• Make sure arrival time supports parent-child and home-school relationships. Do you have a plan for child arrivals? Is a teacher available to welcome children and families?
  • Make sure departures at the end of the program day support parent-child and home-school relationships. Think about your end-of-the-day routine — departure time is an important part of the daily schedule for communicating with families and sending children home on a positive note.


WELCOME FAMILIES TO PARTICIPATE IN THE CLASSROOM

Inviting families to participate in the classroom's routines offers benefits as well as challenges for the teacher. One benefit is that children know that they are important when they see adult family members enjoying time with a group of children and taking an interest in their education.

  • Explain expectations to family members ahead of time. If you invite family members into the classroom, it is important to let them know what you expect of them.
  • Clarify and model for parents how adults and children interact in an active-learning classroom. Parents learn about adult-child interaction when they see teachers interacting with children at eye level, holding two-way conversations, and respecting children's intentions even when they need to set limits for safety.
  • Debrief with parents after the visit. If there is time at the end of the day, talk with parents about their experience in the classroom. Or follow up with a phone call or e-mail.


STRATEGIZE FOR HOME VISITS

Home visits are another way to establish connections with the families in your program. Most programs have an "entry" home visit before or near the beginning of the year as a way for teachers to learn about the child and family and welcome them into the program.

  • It is important to establish a regular pattern for what happens during each home visit so parents and children know what to expect.
  • Discuss both parents' and children's interests and strengths to help you tailor activities so parents will feel comfortable and be successful while participating.
  • Acknowledge parents' feelings about the joys and challenges of raising children.
  • Acknowledge parents' willingness or attempts to engage with their children during your visit.
  • Keep each visit positive by talking about the strengths of the child and family during each visit.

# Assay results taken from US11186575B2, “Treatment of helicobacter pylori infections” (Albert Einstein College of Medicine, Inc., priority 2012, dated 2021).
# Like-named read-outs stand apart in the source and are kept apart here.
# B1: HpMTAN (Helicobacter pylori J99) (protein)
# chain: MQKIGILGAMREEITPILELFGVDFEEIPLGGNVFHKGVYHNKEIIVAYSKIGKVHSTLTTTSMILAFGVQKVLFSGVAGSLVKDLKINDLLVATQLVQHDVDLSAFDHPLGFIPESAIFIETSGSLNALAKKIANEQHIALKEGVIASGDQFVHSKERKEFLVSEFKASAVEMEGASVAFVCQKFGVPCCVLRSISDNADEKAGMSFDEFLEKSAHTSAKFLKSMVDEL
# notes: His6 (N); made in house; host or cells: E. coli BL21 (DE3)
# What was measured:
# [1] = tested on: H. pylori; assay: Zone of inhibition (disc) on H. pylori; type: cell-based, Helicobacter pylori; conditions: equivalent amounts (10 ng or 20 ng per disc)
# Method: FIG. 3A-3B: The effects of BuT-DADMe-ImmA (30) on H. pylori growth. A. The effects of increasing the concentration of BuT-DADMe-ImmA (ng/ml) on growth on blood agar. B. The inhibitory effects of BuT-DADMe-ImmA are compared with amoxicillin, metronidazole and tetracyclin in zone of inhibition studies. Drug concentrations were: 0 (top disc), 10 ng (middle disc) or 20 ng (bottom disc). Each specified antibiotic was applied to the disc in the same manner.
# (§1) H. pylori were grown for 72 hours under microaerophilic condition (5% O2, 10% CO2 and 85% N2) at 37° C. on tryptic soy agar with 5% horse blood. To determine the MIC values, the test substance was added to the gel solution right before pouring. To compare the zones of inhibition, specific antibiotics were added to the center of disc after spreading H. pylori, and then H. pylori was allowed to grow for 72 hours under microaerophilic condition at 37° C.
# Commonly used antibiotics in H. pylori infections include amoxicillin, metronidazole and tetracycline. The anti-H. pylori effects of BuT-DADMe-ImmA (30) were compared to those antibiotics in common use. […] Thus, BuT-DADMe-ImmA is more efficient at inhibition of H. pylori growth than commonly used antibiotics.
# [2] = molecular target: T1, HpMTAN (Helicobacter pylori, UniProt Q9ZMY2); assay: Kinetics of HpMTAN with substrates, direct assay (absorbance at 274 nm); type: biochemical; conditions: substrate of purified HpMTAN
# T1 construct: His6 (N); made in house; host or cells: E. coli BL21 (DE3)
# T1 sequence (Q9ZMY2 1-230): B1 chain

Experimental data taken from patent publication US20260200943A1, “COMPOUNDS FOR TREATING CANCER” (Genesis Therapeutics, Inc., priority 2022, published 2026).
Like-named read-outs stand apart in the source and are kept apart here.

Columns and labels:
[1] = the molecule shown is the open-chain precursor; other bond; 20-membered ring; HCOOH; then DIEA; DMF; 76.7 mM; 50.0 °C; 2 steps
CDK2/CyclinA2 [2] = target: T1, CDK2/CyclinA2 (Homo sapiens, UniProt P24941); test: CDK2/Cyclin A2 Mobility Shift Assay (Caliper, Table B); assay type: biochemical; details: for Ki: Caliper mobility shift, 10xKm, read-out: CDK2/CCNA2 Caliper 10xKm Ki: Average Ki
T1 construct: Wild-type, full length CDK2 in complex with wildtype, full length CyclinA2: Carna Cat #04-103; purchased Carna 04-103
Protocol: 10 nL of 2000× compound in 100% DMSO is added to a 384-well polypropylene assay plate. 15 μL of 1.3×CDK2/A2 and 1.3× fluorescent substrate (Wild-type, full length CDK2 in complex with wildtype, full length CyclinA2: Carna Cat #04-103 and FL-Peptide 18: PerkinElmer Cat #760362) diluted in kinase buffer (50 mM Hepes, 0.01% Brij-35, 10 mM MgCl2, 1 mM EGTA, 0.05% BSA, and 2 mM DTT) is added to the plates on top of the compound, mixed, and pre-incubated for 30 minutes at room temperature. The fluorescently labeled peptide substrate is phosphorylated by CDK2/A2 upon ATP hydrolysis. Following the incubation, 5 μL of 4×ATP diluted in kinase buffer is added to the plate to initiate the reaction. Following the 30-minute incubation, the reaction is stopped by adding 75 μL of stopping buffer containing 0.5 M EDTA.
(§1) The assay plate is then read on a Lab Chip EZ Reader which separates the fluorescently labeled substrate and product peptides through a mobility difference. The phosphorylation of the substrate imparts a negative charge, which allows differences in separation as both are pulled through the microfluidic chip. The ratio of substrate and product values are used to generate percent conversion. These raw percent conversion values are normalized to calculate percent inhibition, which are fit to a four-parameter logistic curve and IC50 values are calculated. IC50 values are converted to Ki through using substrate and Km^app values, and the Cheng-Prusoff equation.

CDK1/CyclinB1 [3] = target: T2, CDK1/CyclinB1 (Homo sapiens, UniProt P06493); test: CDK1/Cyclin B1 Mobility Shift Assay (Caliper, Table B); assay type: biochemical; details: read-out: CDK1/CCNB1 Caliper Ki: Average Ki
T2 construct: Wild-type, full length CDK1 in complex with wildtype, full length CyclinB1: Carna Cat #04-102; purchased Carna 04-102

• Avoid using educational jargon, and adapt your communication style to match the tone set by the family.
  • Follow up with families after the visit

PREPARE PARENT WORKSHOPS

Children's family members often picture learning as going in one direction — an adult providing information to the child — and it's a challenge for many to think of learning as a partnership between an "intentional teacher" and a child who is pursuing his or her initiatives. For many adults, the HighScope Curriculum is a departure from the more traditional school experiences they remember. Therefore, families and teachers alike benefit when teachers articulate Curriculum content clearly and demonstrate how children learn in a HighScope classroom. One way to do this is through parent workshops. Below are some tips for successful parent workshops.

  • Announce workshops at least a week in advance and include an e-mail (or phone) reminder on the day of the meeting. In the announcement, give a brief description of the topic to be covered.
  • Set up your training room in advance, with tables that seat five or six in order to facilitate small-group discussions and provide work space for activities.
  • Check your materials list to be sure you have everything you need. (This includes any sample materials you are bringing from the classroom.)
  • Provide nametags for adults (including all staff members) and for children, so everyone can greet one another by name.
  • Give workshop participants an opportunity to introduce themselves to one another. You can do this as a whole group or at individual tables, depending on how many family members are attending.
  • Provide paper and pencils at each table to allow participants to take notes on important information, such as phone numbers or addresses.